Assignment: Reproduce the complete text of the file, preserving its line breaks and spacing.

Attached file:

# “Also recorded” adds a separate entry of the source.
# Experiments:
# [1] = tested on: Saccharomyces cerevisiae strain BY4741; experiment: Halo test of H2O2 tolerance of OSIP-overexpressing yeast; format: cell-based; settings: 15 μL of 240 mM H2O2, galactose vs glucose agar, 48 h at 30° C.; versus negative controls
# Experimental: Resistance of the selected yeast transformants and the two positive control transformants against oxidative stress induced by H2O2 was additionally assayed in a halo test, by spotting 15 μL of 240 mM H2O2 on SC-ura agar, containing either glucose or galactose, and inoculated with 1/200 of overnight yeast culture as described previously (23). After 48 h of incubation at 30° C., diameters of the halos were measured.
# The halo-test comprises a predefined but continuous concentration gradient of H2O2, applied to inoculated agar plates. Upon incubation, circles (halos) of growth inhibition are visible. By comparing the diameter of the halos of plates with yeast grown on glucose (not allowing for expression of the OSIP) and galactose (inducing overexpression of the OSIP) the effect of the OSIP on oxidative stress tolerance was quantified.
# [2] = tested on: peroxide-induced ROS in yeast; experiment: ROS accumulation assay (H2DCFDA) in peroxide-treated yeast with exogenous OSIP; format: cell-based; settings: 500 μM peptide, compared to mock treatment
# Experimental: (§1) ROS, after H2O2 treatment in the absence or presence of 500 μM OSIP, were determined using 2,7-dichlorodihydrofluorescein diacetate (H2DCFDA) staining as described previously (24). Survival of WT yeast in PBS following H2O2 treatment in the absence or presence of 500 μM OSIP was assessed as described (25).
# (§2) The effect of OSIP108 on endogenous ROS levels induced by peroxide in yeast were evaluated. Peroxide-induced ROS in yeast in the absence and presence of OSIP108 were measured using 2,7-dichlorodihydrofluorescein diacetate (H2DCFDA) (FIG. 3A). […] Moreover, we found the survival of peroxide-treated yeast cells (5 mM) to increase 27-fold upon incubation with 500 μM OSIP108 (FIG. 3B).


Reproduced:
# “Also recorded” adds a separate entry of the source.
# Experiments:
# [1] = tested on: Saccharomyces cerevisiae strain BY4741; experiment: Halo test of H2O2 tolerance of OSIP-overexpressing yeast; format: cell-based; settings: 15 μL of 240 mM H2O2, galactose vs glucose agar, 48 h at 30° C.; versus negative controls
# Experimental: Resistance of the selected yeast transformants and the two positive control transformants against oxidative stress induced by H2O2 was additionally assayed in a halo test, by spotting 15 μL of 240 mM H2O2 on SC-ura agar, containing either glucose or galactose, and inoculated with 1/200 of overnight yeast culture as described previously (23). After 48 h of incubation at 30° C., diameters of the halos were measured.
# The halo-test comprises a predefined but continuous concentration gradient of H2O2, applied to inoculated agar plates. Upon incubation, circles (halos) of growth inhibition are visible. By comparing the diameter of the halos of plates with yeast grown on glucose (not allowing for expression of the OSIP) and galactose (inducing overexpression of the OSIP) the effect of the OSIP on oxidative stress tolerance was quantified.
# [2] = tested on: peroxide-induced ROS in yeast; experiment: ROS accumulation assay (H2DCFDA) in peroxide-treated yeast with exogenous OSIP; format: cell-based; settings: 500 μM peptide, compared to mock treatment
# Experimental: (§1) ROS, after H2O2 treatment in the absence or presence of 500 μM OSIP, were determined using 2,7-dichlorodihydrofluorescein diacetate (H2DCFDA) staining as described previously (24). Survival of WT yeast in PBS following H2O2 treatment in the absence or presence of 500 μM OSIP was assessed as described (25).
# (§2) The effect of OSIP108 on endogenous ROS levels induced by peroxide in yeast were evaluated. Peroxide-induced ROS in yeast in the absence and presence of OSIP108 were measured using 2,7-dichlorodihydrofluorescein diacetate (H2DCFDA) (FIG. 3A). […] Moreover, we found the survival of peroxide-treated yeast cells (5 mM) to increase 27-fold upon incubation with 500 μM OSIP108 (FIG. 3B).